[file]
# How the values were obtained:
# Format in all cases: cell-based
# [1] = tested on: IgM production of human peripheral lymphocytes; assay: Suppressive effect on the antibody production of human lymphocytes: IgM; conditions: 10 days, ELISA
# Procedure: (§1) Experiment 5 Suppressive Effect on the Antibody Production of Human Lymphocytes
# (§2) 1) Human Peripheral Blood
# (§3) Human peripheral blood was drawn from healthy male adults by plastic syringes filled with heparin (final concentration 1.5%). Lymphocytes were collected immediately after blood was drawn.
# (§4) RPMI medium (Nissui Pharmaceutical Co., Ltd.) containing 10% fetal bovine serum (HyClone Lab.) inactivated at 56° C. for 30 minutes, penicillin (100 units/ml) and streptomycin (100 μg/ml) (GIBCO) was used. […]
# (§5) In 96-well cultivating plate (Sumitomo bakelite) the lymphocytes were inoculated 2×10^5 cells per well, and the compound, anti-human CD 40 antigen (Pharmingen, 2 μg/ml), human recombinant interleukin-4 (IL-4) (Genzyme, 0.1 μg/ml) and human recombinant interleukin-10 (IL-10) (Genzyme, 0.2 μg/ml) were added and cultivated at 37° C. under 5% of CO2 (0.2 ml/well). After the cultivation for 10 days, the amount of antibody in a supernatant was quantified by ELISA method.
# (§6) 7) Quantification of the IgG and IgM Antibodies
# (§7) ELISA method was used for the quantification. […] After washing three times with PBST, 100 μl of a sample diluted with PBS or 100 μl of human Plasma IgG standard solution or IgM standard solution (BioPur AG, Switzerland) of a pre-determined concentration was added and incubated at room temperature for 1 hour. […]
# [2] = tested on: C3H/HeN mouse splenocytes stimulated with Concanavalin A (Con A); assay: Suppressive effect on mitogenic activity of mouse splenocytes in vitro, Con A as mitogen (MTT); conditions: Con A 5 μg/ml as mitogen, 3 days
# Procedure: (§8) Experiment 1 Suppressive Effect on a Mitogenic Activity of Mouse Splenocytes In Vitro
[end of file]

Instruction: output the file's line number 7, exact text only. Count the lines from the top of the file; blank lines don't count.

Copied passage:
# (§4) RPMI medium (Nissui Pharmaceutical Co., Ltd.) containing 10% fetal bovine serum (HyClone Lab.) inactivated at 56° C. for 30 minutes, penicillin (100 units/ml) and streptomycin (100 μg/ml) (GIBCO) was used. […]